Kohn Pedersen Fox

111 Murray Close Up

Kohn Pedersen Fox’s 111 Murray Street Gets Its Glassy Crown, Tribeca

YIMBY has been reporting on 111 Murray Street for several years at this point, and after breaking ground in July of 2015, it was at its fifteenth floor at this time last year. By August, it had topped-out, and glass had climbed over halfway up the exterior. Now, almost three months later, the crown is falling into place, and the 58-story and 800-foot-tall tower appears to be on track for an expected 2018 completion, as seen in the latest photographs from Tectonic. 

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Brooklyn Point 138 Willoughby Street

Extell’s 68-Story “Brooklyn Point” at 138 Willoughby Street Gets New Renderings, Downtown Brooklyn

The ongoing Downtown Brooklyn development boom has already resulted in three new “tallest towers” for the borough, with 388 Bridge, then AVA Willoughby, and now 333 Schermerhorn taking the title, at 607 feet to parapet. But while each of those projects stands just a few feet above the others, Extell’s Brooklyn Point, at 138 Willoughby Street, is going to top-out 68 floors and 720 feet above the streets below. Now, YIMBY has a look at new renderings that paint a much more vivid picture of the skyscraper’s eventual impact on the DoBro skyline.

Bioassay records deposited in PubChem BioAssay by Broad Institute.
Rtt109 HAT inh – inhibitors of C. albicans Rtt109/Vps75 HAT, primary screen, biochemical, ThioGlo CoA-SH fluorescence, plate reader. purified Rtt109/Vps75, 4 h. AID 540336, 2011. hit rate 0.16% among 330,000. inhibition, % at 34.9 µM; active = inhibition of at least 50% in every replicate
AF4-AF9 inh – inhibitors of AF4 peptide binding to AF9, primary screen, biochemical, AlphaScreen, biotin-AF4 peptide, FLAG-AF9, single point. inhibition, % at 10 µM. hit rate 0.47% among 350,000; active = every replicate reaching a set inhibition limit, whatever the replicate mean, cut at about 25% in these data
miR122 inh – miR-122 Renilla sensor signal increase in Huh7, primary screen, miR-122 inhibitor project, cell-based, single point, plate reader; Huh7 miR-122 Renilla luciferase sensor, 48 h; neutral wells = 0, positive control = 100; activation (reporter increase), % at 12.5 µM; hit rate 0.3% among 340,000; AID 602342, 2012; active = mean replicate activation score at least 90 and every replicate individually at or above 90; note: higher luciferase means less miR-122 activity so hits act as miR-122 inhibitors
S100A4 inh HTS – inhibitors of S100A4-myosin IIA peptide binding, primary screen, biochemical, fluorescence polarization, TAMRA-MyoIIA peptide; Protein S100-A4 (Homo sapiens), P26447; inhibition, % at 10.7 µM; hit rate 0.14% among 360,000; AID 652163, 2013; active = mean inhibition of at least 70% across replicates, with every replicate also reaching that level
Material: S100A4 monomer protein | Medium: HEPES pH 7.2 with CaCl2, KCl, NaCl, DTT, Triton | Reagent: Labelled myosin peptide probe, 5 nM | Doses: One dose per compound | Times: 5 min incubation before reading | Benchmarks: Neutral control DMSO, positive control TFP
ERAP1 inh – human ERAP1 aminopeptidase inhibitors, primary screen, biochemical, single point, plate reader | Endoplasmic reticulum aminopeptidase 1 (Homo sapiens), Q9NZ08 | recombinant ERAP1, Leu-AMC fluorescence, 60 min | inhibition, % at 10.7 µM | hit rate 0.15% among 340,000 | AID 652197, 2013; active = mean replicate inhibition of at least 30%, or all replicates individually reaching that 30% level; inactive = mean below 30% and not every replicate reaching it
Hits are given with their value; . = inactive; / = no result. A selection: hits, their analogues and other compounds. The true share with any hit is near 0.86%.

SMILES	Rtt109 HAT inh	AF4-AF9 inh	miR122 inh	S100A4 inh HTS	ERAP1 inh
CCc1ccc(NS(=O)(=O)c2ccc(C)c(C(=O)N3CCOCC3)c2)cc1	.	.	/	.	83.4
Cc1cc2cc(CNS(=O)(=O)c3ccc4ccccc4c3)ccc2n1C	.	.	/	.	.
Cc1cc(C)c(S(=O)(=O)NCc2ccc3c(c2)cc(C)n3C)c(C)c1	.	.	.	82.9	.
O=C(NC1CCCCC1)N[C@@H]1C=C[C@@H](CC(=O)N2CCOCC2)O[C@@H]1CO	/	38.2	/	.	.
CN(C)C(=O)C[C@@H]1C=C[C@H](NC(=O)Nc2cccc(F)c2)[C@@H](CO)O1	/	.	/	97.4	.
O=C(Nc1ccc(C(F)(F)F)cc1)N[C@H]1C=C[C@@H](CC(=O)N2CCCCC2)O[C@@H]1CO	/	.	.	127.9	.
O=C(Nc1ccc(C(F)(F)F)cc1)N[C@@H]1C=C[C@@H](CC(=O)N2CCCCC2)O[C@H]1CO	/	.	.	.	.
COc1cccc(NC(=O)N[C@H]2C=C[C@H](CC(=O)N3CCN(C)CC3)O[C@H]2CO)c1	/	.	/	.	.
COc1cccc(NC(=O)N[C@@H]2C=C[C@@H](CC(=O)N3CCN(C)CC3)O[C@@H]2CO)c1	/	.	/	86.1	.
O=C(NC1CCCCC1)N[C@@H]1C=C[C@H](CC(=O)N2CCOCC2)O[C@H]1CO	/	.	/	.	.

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30 Hudson Yards

30 Hudson Yards Surpasses 10 Hudson Yards on Climb to 1,296-Foot Pinnacle

The past few weeks have brought substantial news surrounding the various supertalls coming to Hudson Yards, including 3 Hudson Boulevard, and 50 Hudson Yards. While both of those projects are still in their early stages of development, 30 Hudson Yards is now taking its place as the flagship tower of the new neighborhood, having surpassed its sibling 10 Hudson Yards’ 895-foot-tall peak, on the way to an eventual 1,296-foot pinnacle.

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Waterline Square

Waterline Square Making Headway, Upper West Side

The southwestern blocks of the Upper West Side have been in a state of constant flux over the past few years, with several major developments either wrapping up or breaking ground across the last wide-open spaces remaining in the neighborhood. Perhaps the largest project within this area is GID Development’s Waterline Square, formerly known as Riverside Center, where construction on three new buildings is now pushing upwards and into the skyline.

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